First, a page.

Charities target India's newly rich in global slump

Mon Mar 2, 2009 1:59pm EST
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By Nita Bhalla

NEW DELHI (Reuters Life!) - As charities around the world grapple with scarce funding amid the global economic meltdown, aid agencies in India are targeting what has until now been an untapped resource: the middle class.

India's rapid economic boom in recent years has given rise to a large middle-class population who has the income to holiday abroad, buy branded products and dine in expensive restaurants.

Estimates vary on the size of this community, but it is believed to number some 200 million in a country with a total population of 1.2 billion.

Aid agencies, which have traditionally relied on governmental donors to sponsor development and emergency relief projects, say they are now waking up to this new source of funds.

"There is a large Indian middle class and they have probably not been giving much because we have not been engaging them directly," said Thomas Chandy, CEO of Save the Children India.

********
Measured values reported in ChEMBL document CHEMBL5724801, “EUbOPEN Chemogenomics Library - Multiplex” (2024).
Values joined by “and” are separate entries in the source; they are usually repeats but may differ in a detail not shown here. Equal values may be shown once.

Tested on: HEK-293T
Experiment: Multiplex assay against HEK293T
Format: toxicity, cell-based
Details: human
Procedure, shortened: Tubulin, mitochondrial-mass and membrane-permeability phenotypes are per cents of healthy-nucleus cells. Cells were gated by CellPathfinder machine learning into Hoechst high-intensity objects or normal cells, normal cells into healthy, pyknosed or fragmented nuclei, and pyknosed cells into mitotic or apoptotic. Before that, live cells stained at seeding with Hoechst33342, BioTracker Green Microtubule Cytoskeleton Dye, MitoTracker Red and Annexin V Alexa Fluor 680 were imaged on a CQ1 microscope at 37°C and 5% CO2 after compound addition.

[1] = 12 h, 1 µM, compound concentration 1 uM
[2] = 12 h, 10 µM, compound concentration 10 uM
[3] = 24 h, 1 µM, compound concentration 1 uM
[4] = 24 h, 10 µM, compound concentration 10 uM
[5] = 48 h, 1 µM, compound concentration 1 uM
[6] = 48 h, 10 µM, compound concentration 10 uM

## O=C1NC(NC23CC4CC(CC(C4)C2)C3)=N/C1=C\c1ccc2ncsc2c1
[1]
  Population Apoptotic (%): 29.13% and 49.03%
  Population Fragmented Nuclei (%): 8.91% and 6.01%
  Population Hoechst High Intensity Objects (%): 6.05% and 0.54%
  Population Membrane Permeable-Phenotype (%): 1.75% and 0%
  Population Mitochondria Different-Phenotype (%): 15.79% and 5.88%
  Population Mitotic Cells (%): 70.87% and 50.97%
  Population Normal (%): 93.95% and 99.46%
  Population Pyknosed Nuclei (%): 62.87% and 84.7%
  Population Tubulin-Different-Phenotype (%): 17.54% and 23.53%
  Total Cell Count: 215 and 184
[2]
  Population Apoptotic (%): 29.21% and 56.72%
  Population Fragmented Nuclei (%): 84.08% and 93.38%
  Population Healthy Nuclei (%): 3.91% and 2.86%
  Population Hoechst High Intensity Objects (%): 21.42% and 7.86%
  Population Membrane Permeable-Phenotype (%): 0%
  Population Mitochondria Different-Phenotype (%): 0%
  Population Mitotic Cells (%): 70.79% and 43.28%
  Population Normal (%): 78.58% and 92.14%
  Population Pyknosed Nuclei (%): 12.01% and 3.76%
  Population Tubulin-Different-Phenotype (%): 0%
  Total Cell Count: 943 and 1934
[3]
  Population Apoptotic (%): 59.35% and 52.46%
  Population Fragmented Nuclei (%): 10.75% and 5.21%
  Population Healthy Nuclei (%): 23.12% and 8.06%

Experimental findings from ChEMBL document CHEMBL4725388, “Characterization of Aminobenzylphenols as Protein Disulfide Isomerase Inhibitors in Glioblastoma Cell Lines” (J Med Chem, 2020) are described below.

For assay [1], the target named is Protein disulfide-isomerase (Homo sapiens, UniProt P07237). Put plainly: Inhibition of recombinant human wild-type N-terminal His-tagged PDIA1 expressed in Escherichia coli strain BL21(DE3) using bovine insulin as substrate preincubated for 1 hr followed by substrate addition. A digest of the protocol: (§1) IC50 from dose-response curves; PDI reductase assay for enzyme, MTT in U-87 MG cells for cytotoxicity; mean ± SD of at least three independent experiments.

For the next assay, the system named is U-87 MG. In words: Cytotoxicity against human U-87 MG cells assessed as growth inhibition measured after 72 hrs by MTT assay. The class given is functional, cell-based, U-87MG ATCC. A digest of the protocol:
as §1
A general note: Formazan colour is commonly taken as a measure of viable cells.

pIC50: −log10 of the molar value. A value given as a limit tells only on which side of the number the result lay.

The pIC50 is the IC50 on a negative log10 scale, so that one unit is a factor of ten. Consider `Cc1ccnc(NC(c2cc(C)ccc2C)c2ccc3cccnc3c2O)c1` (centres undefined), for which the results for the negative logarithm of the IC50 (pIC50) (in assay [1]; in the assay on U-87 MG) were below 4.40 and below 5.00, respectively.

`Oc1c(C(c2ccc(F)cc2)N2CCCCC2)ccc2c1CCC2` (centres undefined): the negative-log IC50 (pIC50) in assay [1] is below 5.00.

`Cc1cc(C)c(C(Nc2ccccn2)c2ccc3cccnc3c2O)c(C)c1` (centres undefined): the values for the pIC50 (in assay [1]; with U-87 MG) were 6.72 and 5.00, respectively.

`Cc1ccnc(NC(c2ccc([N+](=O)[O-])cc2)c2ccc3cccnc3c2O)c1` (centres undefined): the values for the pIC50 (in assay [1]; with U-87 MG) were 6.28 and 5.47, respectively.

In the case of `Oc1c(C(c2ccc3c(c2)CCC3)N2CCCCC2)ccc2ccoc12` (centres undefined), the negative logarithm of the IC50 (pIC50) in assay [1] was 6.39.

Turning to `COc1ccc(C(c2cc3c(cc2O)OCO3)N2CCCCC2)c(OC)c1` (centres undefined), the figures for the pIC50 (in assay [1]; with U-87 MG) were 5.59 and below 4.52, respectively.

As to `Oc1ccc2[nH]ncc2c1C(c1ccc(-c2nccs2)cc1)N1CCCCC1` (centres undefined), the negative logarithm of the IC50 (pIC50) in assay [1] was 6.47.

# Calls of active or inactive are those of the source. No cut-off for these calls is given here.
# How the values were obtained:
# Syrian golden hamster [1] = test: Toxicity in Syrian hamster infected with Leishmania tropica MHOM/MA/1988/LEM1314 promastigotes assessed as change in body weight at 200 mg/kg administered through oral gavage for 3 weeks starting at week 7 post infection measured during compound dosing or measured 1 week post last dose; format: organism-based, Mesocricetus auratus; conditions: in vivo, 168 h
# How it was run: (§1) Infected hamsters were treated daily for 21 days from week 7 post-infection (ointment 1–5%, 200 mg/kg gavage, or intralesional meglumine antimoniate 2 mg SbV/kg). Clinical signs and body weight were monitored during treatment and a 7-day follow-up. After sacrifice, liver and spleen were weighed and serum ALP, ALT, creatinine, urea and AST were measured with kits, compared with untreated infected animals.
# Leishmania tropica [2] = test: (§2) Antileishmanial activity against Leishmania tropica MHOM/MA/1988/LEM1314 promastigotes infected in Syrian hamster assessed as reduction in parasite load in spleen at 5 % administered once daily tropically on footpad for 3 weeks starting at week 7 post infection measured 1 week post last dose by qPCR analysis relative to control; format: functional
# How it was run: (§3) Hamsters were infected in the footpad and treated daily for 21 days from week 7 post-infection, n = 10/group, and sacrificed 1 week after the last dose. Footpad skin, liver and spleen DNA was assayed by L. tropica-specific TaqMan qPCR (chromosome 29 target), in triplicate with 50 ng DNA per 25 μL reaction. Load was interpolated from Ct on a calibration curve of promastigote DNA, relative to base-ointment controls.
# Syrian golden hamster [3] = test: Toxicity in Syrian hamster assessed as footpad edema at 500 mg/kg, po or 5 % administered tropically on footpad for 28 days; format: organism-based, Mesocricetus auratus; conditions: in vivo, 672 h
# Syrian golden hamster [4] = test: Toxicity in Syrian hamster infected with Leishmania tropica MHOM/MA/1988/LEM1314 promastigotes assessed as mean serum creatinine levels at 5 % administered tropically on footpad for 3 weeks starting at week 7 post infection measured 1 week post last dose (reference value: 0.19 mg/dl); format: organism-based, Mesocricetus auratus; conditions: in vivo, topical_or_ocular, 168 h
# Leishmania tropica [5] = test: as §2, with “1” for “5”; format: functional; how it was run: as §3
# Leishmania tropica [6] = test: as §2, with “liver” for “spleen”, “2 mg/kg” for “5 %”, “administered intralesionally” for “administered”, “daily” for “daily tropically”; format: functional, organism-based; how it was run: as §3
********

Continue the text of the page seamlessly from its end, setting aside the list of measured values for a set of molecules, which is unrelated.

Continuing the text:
Chandy said his organization is raising about one million rupees ($20,000) every month from speaking to people on the street in India's bustling business hub Mumbai.

In Delhi's Connaught Place commercial district, outside the stores selling Levis clothing and Nike sports goods, a man carrying a clipboard with the U.N. Children's Fund (UNICEF) logo joins the shoe cleaners and street children who are vying for the attention of shoppers and office workers.

And unlike the beggars, people seem more than happy to stop and listen to the UNICEF worker's pitch.   Continued...

<p>Villagers react to the camera from outside the new luxury train, Royal Rajasthan on Wheels (RROW), on the outskirts of the historic town of Jodhpur in the desert Indian state of Rajasthan January 14, 2009. REUTERS/Vijay Mathur</p>